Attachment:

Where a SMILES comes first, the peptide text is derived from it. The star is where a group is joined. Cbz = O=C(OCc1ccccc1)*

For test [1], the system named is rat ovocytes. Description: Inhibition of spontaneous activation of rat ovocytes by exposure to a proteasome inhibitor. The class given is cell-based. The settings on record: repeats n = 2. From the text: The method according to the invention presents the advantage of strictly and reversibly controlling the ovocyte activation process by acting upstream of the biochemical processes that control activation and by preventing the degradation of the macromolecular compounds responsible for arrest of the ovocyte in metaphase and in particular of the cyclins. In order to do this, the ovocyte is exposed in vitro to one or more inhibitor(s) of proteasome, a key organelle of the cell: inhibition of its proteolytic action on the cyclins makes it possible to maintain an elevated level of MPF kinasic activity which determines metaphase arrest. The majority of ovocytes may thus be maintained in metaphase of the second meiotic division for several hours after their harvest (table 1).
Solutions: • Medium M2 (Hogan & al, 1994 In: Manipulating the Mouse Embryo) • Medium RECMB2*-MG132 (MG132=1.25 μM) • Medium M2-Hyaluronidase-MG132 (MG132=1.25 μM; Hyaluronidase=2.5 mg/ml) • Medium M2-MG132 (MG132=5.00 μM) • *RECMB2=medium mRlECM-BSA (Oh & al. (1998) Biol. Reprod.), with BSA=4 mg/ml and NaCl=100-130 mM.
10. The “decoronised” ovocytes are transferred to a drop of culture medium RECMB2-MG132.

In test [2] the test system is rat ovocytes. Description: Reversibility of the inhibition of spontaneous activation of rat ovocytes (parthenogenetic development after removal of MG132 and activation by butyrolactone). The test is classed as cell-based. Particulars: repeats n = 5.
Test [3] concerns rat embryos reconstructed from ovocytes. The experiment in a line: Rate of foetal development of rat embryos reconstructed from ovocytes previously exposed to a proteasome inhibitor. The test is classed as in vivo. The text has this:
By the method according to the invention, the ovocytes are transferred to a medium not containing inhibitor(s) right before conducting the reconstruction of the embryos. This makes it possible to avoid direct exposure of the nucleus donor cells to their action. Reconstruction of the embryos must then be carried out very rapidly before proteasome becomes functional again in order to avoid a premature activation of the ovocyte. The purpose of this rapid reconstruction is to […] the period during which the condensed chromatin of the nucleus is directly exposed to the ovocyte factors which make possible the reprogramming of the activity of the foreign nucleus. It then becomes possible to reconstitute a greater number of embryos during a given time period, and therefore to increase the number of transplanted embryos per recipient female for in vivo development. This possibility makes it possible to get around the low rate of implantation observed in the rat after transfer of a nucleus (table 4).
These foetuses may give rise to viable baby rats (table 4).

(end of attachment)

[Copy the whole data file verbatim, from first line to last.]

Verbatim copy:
Where a SMILES comes first, the peptide text is derived from it. The star is where a group is joined. Cbz = O=C(OCc1ccccc1)*

For test [1], the system named is rat ovocytes. Description: Inhibition of spontaneous activation of rat ovocytes by exposure to a proteasome inhibitor. The class given is cell-based. The settings on record: repeats n = 2. From the text: The method according to the invention presents the advantage of strictly and reversibly controlling the ovocyte activation process by acting upstream of the biochemical processes that control activation and by preventing the degradation of the macromolecular compounds responsible for arrest of the ovocyte in metaphase and in particular of the cyclins. In order to do this, the ovocyte is exposed in vitro to one or more inhibitor(s) of proteasome, a key organelle of the cell: inhibition of its proteolytic action on the cyclins makes it possible to maintain an elevated level of MPF kinasic activity which determines metaphase arrest. The majority of ovocytes may thus be maintained in metaphase of the second meiotic division for several hours after their harvest (table 1).
Solutions: • Medium M2 (Hogan & al, 1994 In: Manipulating the Mouse Embryo) • Medium RECMB2*-MG132 (MG132=1.25 μM) • Medium M2-Hyaluronidase-MG132 (MG132=1.25 μM; Hyaluronidase=2.5 mg/ml) • Medium M2-MG132 (MG132=5.00 μM) • *RECMB2=medium mRlECM-BSA (Oh & al. (1998) Biol. Reprod.), with BSA=4 mg/ml and NaCl=100-130 mM.
10. The “decoronised” ovocytes are transferred to a drop of culture medium RECMB2-MG132.

In test [2] the test system is rat ovocytes. Description: Reversibility of the inhibition of spontaneous activation of rat ovocytes (parthenogenetic development after removal of MG132 and activation by butyrolactone). The test is classed as cell-based. Particulars: repeats n = 5.
Test [3] concerns rat embryos reconstructed from ovocytes. The experiment in a line: Rate of foetal development of rat embryos reconstructed from ovocytes previously exposed to a proteasome inhibitor. The test is classed as in vivo. The text has this:
By the method according to the invention, the ovocytes are transferred to a medium not containing inhibitor(s) right before conducting the reconstruction of the embryos. This makes it possible to avoid direct exposure of the nucleus donor cells to their action. Reconstruction of the embryos must then be carried out very rapidly before proteasome becomes functional again in order to avoid a premature activation of the ovocyte. The purpose of this rapid reconstruction is to […] the period during which the condensed chromatin of the nucleus is directly exposed to the ovocyte factors which make possible the reprogramming of the activity of the foreign nucleus. It then becomes possible to reconstitute a greater number of embryos during a given time period, and therefore to increase the number of transplanted embryos per recipient female for in vivo development. This possibility makes it possible to get around the low rate of implantation observed in the rat after transfer of a nucleus (table 4).
These foetuses may give rise to viable baby rats (table 4).